This week, the Globe and Mail revealed the results of their investigation into the suicide deaths of military veterans. Out of this investigation has come an updated number of suicide deaths, 59, coming out of the Afghanistan mission. This is ahead of Remembrance Day, Nov. 11. CSP agrees with the Globe that all veterans should be remembered, including those who die by suicide.
Responsible media reporting is a best practice in suicide prevention, and we feel that the Globe has adhered to this practice in their reporting on veteran suicides. We also commend the Globe for talking so openly about suicide, thereby helping to break down the stigma surrounding it. Education is another best practice in suicide prevention, and the Globe is educating the public in this important topic, while putting pressure on the Canadian military to take action to reduce suicide.
We would also like to extend our commendations to Romeo Dallaire, military veteran and former senator, who has been vocal about veterans mental health issues, and has continued to present his views in conjunction with the Globe’s investigative articles.
Below is a list of articles that appeared in the Globe related to the Unremembered investigation, including the original investigative article itself.
Oct. 31, 2015
Ahead of Remembrance Day, the Globe and Mail featured a story about Canadian soldiers lost to suicide as their top feature article Saturday, Oct. 31. The article is a feature, and is very in-depth. The Globe is calling “The Unremembered” an “investigation” into soldier suicides, as the Globe claims the Canadian Forces kept 54 suicides a secret.
This investigation has been the catalyst for a number of other Globe articles, all of which are listed below.
Romeo Dallaire decries governments ‘penny pinching’ care for vets
Nov. 1, 2015
Romeo Dallaire, former Canadian senator, has spoken out about the high number of soldier suicides following a return home from war (one third of soldiers who died in the war were suicide deaths). Dallaire is urging the government to take action to prevent military suicides. Dallaire himself has PTSD, and has attempted suicide in the past. He has been very vocal about his concerns regarding the military and suicide.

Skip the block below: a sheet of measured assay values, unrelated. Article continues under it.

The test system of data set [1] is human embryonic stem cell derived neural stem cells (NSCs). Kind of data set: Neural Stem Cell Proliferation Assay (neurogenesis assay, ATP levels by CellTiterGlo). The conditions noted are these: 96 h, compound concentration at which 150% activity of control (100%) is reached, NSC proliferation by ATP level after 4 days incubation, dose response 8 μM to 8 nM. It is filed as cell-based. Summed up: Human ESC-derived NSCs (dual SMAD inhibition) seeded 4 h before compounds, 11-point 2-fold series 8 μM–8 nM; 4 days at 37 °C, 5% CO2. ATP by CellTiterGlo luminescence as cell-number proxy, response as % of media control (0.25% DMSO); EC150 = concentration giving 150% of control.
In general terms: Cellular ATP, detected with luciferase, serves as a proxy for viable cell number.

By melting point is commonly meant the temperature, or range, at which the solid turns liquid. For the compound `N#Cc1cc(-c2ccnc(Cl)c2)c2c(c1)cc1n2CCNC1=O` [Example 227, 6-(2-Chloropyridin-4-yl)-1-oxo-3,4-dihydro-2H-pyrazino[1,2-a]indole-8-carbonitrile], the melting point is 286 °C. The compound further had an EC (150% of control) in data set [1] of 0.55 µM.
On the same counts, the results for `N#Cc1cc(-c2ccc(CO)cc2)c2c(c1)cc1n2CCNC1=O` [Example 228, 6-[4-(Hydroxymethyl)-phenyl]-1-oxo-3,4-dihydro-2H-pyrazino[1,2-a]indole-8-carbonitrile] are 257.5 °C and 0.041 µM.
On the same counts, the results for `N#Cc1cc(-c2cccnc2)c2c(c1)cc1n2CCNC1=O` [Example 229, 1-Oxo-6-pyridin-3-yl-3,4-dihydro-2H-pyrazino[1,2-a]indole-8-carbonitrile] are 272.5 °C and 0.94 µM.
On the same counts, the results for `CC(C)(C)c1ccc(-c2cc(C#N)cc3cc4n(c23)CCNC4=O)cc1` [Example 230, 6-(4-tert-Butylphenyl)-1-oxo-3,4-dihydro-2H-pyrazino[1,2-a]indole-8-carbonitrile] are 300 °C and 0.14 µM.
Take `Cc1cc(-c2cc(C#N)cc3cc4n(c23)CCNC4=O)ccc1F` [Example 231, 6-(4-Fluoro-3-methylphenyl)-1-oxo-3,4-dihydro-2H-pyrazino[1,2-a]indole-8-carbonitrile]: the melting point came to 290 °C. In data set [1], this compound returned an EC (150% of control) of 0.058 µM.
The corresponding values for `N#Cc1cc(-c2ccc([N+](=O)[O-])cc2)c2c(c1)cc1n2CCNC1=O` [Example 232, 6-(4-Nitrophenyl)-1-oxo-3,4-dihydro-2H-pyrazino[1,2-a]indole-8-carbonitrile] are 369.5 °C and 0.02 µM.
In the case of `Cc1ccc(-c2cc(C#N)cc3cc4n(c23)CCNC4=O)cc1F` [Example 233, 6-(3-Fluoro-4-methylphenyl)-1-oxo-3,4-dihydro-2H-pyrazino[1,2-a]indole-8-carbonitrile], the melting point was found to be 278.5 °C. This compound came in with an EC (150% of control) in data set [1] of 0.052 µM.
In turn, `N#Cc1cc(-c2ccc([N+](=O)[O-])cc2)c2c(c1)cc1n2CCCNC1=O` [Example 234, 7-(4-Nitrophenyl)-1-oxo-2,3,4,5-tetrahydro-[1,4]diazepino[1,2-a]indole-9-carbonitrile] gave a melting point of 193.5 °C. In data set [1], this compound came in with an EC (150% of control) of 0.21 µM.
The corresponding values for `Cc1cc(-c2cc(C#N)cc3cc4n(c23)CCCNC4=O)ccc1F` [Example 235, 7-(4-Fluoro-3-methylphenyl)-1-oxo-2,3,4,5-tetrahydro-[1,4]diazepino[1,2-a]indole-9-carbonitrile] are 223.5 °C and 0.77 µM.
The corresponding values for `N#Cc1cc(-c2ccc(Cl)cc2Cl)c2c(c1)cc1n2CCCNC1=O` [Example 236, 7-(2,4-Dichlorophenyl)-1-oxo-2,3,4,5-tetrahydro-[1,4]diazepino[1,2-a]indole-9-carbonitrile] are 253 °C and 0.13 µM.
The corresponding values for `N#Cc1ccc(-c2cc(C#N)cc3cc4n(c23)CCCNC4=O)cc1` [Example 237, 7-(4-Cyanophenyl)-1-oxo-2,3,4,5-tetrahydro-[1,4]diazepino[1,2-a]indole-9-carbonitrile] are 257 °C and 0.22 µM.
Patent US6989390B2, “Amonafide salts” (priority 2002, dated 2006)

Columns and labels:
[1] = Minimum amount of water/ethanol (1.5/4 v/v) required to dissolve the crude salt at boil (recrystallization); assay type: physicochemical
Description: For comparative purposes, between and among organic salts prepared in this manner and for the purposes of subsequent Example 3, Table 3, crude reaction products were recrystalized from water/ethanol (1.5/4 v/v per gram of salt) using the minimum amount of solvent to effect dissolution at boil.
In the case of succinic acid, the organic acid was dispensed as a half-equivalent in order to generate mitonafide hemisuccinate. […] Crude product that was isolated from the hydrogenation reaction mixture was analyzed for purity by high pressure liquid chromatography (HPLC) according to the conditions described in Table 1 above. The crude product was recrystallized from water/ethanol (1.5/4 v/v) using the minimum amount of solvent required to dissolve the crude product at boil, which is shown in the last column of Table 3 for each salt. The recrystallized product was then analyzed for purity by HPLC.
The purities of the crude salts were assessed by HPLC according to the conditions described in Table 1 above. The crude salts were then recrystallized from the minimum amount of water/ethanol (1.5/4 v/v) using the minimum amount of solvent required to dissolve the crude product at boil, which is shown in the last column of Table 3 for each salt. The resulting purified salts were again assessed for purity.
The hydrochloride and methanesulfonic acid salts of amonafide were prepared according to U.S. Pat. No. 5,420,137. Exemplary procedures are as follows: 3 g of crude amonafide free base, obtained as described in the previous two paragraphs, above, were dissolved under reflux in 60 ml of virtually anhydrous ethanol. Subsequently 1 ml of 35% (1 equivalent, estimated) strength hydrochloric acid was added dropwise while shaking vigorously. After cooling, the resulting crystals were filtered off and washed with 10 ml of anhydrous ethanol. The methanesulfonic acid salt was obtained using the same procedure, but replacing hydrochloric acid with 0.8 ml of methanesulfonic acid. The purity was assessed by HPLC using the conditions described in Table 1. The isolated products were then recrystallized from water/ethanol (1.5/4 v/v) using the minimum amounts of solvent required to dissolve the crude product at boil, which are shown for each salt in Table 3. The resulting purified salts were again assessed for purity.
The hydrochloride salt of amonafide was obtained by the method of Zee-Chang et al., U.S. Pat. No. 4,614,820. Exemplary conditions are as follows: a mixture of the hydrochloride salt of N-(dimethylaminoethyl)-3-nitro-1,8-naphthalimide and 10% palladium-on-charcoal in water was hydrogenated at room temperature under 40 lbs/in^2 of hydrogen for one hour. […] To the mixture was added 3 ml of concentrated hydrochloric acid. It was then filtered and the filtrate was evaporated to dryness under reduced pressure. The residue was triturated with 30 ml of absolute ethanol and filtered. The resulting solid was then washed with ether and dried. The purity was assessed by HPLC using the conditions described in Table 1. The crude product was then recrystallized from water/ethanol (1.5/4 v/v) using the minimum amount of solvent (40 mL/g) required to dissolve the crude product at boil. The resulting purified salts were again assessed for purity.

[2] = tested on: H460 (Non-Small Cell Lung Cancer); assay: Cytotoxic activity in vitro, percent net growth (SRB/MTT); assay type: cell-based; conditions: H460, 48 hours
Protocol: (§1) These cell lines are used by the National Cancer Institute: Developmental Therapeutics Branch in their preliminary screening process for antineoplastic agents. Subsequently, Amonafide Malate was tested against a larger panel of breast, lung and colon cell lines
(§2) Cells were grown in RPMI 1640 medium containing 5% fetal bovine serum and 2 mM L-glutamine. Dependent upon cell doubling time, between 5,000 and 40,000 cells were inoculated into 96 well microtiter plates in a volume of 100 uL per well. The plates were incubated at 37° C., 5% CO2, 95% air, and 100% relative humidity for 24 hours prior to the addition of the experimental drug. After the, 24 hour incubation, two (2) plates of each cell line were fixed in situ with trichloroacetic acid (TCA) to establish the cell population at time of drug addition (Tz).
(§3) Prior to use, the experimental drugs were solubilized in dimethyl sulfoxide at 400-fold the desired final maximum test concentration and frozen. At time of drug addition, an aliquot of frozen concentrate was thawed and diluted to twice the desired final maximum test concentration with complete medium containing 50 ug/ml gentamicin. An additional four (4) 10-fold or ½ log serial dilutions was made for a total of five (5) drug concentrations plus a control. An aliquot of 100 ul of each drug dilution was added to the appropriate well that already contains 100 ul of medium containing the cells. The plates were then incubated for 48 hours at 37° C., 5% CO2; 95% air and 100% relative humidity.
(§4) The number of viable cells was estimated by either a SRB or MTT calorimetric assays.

Medical discharges pose risk to wounded Canadian soldiers
Nov. 2, 2015
This article examines the issue of soldiers being expelled from the military if they are wounded and are deemed unfit to deploy. According to veterans’ advocates this expulsion poses a risk to the mental health of soldiers, and is cited as a possible factor in the suicide death of Sgt. Paul Martin.
At least 59 Canadian soldiers died by suicide after Afghanistan war
Nov. 2, 2015
Late Monday, the Canadian military updated their count of soldiers who died by suicide after serving in Afghanistan. The final count now is 59, after an update from the military themselves. The initial Globe count was 54.
Canadian veteran suicides should prompt action, advocates say
Nov. 3, 2015
Veterans advocates are calling for better support for veterans who are returning to private life, in order to ease transition and decrease the risk of mental health issues which can ultimately lead to suicide.
Nov. 3: Soldiers dead by suicide plus other letters to the editor
Nov. 3, 2015
These letters give insight into the response of Canadians to the Globe’s investigation, as do the comments on each article.
Expert call to regularly examine Canadian veterans suicides has gone ignored
Nov. 4, 2015
The Globe has found that a government expert group looked into 12 veteran suicides and developed recommendations based on these deaths; one of which includes the routine review of veteran suicides. This call to action took place five years ago and has not yet been adopted.
Canada must do more than simply remember its soldiers
Nov. 5, 2015
Romeo Dallaire has written yet another article for the Globe in regards to soldier suicides. This article features recommendations for what the Canadian Forces should do to address the issue. In particular, Dallaire recommends that the new government honour the “social covenant” that was put in place by MPs last May. The social covenant ensure that veterans receive as much care in the front lines as they do back home.
We can prevent military suicides, but vast work needs to be done
Nov. 6, 2015
Antoon Leenars explains the high rates of suicide in the military.
Military memorial commemorates Canada’s ‘soldiers of suicide’
Nov. 7, 2015
This article describes a humble memorial dedicated to soldiers lost to suicide. The memorial is in the National Military Cemetery in Ottawa.
Veteran Affairs minister vows to change how Ottawa treats returning soldiers
Nov. 8, 2015
Newly appointed Veterans Affairs Minister Kent Hehr has already acknowledged the issue of suicide in the military and has said that it is an issue that is on the ministry’s radar. The Liberals said they would give an additional $100 million per year to provide support for families caring for veterans with physical or mental health issues.